Tompkins County is piloting a co-response model that will send mental health professionals with law enforcement officers on calls related to mental health crises. How should the success and outcomes of the program be measured?
The pilot program, to begin in 2023, will create a team staffed by one TCMH Licensed Clinical Therapist (LCT) and one Law Enforcement Officer Officer to respond to calls for service when someone is experiencing a mental health crisis.
A joint response has been determined preferable for this pilot progam as police are specialists in handling situations that involve violence and potential injury, while mental health professionals are specialists in providing mental health consultation to officers and mental health care to individuals in crisis (Shapiro, Cusi, Krst, et al. 2015)- Vera Institute). The Tompkins County Sheriff's Office recognizes that many in the community are calling for a model similar to Cahoots (Oregon) or Denver STAR programs, which are staffed entirely by non-uniformed staff. These programs evolved from and currently co-exist alongside a co-response model in their respective jurisdictions. The formation of this pilot unit, in consultation with the Whole Health Department's Mental Health division, will serve as the vehicle to evaluate and implement future specific plans.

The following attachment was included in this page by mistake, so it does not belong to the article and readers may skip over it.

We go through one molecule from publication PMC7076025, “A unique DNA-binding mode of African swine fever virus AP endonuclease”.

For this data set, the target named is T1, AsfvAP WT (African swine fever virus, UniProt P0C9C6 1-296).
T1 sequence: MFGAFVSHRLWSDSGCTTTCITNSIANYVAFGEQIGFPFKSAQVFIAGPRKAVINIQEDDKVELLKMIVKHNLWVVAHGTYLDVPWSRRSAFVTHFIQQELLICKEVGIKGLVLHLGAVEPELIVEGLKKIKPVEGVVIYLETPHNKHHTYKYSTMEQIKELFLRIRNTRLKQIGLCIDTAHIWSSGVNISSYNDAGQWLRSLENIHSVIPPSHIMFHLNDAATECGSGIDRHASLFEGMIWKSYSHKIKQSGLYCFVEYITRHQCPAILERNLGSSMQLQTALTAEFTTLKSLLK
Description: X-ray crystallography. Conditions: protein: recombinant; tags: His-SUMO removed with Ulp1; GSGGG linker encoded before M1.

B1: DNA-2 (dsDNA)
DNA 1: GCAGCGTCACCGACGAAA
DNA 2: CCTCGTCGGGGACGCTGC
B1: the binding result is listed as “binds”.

Evaluation of the program will begin at its onset, and will track outcomes and impact concurrent with the program’s first year in effect. Ideas shared here will be considered as potential evaluation criteria.
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